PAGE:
University of Maryland $10,181 10 $32,045 7
The Ohio State University $10,037 11 $28,229 12
Purdue University $10,002 12 $28,804 11
University of Iowa $8,575 13 $28,813 10
University of Nebraska $8,537 14 $23,057 14
Public Big 10 Universities (excludes Northwestern)
Institution Resident Amount Non-resident Amount
Average Excluding UW-Madison $12,358 $31,335
Midpoint Excluding UW-Madison $12,226 $30,672
UW-Madison Distance from Midpoint -$1,738 $2,067

It is important to note that we are in the fourth year of a tuition freeze on in-state undergraduates. Our tuition for resident undergraduates, $10,488, ranks us seventh lowest among the public Big Ten universities, and our tuition is less than $500 above the third-lowest school, Purdue University.

While tuition for in-state undergrads has been frozen, and may remain frozen for the next two years, our costs of operation continue to rise. At the same time, the amount of support we receive from the state, a vital resource for our day-to-day operations, has been falling. Cuts to state support left us with an $86 million budget deficit in the current biennium, a gap we filled primarily through cuts to programs and services across campus, along with some shifts in student mix and increased nonresident and professional school tuition.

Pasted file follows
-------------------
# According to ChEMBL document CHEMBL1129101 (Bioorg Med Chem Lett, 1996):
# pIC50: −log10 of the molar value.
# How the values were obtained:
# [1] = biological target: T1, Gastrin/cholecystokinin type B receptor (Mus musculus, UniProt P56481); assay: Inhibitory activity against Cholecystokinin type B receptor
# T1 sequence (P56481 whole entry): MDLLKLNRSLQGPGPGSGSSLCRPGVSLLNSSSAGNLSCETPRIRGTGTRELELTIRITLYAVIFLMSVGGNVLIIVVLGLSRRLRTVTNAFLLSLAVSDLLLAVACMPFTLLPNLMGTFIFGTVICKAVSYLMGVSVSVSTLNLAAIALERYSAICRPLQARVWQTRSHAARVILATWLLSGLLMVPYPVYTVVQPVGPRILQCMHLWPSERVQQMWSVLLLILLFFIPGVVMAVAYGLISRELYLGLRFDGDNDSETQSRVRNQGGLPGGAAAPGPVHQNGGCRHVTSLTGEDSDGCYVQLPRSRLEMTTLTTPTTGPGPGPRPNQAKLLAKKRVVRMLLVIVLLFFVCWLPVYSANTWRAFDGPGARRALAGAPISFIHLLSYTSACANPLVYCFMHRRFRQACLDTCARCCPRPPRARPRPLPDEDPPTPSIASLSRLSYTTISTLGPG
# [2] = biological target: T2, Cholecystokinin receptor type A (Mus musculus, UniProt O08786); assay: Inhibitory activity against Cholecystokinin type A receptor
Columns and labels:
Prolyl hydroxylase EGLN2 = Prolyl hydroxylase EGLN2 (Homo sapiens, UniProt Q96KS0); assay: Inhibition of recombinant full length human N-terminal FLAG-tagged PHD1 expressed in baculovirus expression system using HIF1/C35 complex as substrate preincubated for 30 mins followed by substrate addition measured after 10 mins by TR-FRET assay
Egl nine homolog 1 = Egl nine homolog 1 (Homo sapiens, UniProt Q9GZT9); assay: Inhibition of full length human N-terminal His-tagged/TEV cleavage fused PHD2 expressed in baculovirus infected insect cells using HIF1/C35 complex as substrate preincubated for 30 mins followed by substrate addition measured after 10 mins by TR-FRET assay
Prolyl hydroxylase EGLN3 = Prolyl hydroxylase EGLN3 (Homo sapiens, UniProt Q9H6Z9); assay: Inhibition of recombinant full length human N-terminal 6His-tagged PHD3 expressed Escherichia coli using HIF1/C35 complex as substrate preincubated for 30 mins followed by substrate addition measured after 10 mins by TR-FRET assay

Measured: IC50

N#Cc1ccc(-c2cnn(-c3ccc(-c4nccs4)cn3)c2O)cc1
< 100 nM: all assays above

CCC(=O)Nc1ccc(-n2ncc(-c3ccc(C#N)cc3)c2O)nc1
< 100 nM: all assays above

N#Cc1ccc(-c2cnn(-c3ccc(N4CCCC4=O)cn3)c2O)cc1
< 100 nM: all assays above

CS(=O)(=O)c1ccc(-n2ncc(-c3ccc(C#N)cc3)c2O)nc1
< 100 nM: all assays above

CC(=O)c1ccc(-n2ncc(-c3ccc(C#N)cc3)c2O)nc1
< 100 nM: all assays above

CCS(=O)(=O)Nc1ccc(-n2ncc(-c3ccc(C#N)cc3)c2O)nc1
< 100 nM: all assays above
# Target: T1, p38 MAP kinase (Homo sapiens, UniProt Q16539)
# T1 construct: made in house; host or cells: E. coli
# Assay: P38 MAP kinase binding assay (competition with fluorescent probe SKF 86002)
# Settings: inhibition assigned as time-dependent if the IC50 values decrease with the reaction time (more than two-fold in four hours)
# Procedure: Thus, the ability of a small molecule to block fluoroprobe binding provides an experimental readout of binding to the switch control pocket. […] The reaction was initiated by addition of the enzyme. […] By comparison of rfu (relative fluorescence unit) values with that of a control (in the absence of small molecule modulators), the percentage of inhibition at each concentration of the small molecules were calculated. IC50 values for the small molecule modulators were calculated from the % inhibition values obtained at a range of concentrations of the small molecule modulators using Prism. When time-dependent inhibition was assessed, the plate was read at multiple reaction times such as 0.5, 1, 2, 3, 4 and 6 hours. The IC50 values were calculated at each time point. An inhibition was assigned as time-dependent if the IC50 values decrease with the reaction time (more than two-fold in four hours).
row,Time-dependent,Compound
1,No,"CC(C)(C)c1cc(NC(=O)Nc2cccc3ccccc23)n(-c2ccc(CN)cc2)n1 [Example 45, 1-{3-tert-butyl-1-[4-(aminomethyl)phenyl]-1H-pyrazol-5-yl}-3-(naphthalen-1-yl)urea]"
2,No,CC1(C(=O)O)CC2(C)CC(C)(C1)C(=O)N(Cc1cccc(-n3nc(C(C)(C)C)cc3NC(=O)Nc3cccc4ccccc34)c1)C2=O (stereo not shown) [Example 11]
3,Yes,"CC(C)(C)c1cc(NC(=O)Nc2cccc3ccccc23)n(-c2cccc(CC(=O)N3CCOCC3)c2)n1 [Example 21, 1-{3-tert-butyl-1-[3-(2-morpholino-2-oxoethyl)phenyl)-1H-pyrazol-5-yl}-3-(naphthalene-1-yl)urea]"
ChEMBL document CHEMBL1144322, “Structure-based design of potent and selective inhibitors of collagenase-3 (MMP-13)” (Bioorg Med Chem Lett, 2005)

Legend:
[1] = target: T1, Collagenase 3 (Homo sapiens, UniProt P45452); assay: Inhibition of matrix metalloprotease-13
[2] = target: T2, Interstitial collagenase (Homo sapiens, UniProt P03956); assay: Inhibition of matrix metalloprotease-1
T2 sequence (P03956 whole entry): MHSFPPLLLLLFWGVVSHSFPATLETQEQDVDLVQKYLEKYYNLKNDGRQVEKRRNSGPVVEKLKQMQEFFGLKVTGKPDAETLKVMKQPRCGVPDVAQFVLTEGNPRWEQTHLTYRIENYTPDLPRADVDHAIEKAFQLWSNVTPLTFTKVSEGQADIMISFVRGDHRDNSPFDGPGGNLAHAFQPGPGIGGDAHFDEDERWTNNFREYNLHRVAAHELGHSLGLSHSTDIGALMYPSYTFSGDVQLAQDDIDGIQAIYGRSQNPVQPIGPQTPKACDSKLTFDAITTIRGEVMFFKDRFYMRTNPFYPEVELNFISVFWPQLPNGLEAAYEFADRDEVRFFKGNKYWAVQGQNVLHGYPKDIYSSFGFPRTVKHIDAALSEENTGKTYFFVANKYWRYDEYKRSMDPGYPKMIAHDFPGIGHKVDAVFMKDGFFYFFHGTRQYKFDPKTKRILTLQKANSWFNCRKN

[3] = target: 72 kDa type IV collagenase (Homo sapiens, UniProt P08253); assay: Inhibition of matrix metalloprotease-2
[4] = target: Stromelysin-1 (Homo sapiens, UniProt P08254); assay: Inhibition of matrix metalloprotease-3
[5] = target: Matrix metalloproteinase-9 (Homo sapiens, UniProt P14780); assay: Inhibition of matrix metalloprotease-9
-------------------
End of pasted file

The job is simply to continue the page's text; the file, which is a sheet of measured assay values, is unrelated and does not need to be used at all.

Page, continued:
The increase in nonresident tuition over the last two years has not had an adverse impact on our ability to attract top out-of-state students. In fact, interest in UW-Madison by nonresident applicants has increased in recent years, and has nearly doubled in the last decade — in 2006, we received 11,284 applications from out of state; in 2016 we received 21,664. We expect these out-of-state applications to rise even more this year as we move onto the Common Application.

Using current nonresident enrollments, we estimate that this proposal would provide $9.6 million in additional funding each year. The new revenue is very important as a way to address substantial needs across campus, and all of the new dollars will be put back into support that aids the student experience. This includes expanding programs with high student demand (particularly in STEM areas), expanding financial aid, and investing in new technologies to support the delivery of education.

We’re also seeking approval to raise tuition in six professional schools: Business, Law, Medicine and Public Health, Nursing, Pharmacy, and Veterinary Medicine. The proposed increases break down as follows:

Proposed Graduate Tuition Increases

Current Proposed for 2017-18 Proposed for 2018-19
Tuition Increase Tuition Increase Tuition
School of Business — Full-time Masters Programs
Resident $15,894 $1,558 $17,452 $1,710 $19,162
Nonresident $32,164 $3,152 $35,316 $3,461 $38,777
School of Business — Global Real Estate Masters
All students $32,164 $5,146 $37,310 $5,970 $43,280
School of Pharmacy — Doctor of Pharmacy
Resident $18,008 $1,765 $19,773 $1,938 $21,711